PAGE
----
AI Chips: In the AMD Vs. Nvidia Fight, Second Place Is Still A Winner – Investor’s Business Daily

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In the red-hot market for artificial intelligence chips, Advanced Micro Devices (AMD) finds itself in a familiar position: playing No. 2 to the market leader, Nvidia (NVDA).


AMD took on that role in personal computer and traditional server chips, battling it out for years with industry giant Intel (INTC) in one of tech’s most heated rivalries. And AMD stock has fared just fine. Now, the explosive growth of AI has set the stage for AMD vs. Nvidia, yet another tech showdown, this time pitting the dominant force in AI chips and a challenger with a track record of transforming a runner-up role into a position of strength.

The rivalry takes center stage at Nvidia’s big AI event March 18 in San Jose, Calif. The company is expected to unveil its next-generation product, the B100, its first Blackwell series GPU, Monday at Nvidia’s GTC 2024 conference for AI developers. Nvidia is holding its AI event as AMD ramps up production of its MI300 AI chip.

“Historically AMD has been a No. 2 in pretty much every field that they’ve competed in. And a compelling one,” Piper Sandler analyst Harsh Kumar told Investor’s Business Daily.

AMD Vs. Nvidia In AI Chips

AMD’s prowess as a tough, resilient competitor is underscored by its longtime rivalry with Intel. AMD was on the verge of collapse, its stock price worth less than $2, when Chief Executive Lisa Su took over a decade ago. 

But AMD battled back to regain market share in PCs and servers, even though it has never come close to overtaking Intel. Intel had 72.4% of total PC chip shipments in the fourth quarter of 2023, followed by AMD with 18.3% and Apple (AAPL) with 7.8%, according to IDC. Intel also is dominant in server chips with 68.7% unit market share in Q3 2023, outpacing AMD’s 20.5% share.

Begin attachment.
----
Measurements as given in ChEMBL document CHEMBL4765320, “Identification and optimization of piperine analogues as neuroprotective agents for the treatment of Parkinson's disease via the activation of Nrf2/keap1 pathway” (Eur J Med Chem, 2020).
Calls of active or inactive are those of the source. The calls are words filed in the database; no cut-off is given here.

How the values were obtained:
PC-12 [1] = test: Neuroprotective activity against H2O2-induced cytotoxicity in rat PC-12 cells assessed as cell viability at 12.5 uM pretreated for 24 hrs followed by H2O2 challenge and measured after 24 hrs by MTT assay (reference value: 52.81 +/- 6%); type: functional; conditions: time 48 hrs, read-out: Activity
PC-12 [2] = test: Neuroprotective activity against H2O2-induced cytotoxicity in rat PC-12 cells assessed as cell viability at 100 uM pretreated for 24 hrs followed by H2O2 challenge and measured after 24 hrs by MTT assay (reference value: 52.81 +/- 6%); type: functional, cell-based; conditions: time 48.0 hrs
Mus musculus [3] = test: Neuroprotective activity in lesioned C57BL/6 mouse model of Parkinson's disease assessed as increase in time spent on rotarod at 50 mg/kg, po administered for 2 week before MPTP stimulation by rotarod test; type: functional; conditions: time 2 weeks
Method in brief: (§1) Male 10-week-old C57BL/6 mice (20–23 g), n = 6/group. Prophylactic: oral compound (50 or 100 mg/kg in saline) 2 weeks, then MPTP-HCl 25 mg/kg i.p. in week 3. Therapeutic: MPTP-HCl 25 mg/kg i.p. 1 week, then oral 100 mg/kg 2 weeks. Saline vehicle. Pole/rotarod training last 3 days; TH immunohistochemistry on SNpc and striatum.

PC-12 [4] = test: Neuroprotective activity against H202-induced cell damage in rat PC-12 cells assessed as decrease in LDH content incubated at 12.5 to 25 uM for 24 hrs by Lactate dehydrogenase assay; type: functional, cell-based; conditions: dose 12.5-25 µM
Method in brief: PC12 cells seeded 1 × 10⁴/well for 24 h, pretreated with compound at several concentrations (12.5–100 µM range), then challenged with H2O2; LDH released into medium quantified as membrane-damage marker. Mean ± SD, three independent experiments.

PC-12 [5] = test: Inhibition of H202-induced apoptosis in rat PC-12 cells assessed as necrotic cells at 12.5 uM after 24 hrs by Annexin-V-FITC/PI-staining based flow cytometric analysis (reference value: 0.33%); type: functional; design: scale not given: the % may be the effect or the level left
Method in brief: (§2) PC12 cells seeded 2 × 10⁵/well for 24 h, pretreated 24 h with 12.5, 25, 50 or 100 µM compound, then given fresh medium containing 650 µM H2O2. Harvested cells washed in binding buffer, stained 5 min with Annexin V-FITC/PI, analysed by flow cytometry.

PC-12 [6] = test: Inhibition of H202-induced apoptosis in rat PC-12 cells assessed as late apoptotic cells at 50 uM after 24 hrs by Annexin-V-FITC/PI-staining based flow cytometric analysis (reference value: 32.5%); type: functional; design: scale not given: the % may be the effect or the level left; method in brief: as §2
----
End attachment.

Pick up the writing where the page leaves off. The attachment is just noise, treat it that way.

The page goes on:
But AMD has drawn strength from an important fact: Manufacturers dislike being locked into one vendor. Having more than one choice is always preferred.

Nvidia currently dominates the market for graphics processing units, or GPUs, used for running computationally intensive AI workloads. But AMD has proven to be an able fast-follower.

AMD’s Instinct MI300 series accelerators provide a viable alternative to Nvidia’s current H100 GPU, analysts say.

‘Hyperscalers Want Choice’

AI chip customers, such as cloud service providers and enterprises, appreciate having a strong No. 2 in the market to keep prices down and spur innovation.

“The hyperscalers want choice and any market that is dominated by a single supplier makes them very uncomfortable, and it should,” Patrick Moorhead, chief analyst with Moor Insights & Strategy, told IBD.

Since AMD stepped up its presence in the AI accelerator market late last year, Nvidia has moved to coming out with a new flagship product each year to match AMD’s annual cadence. Nvidia previously was on a two-year cycle for its product launches in the category.

Nvidia is widely expected to detail the capabilities of its next-generation product, the B100, on Monday at GTC. The B100 will be available later this year. And in 2025, Nvidia plans to leapfrog that product with its X100 GPU.

AI Chips Backlog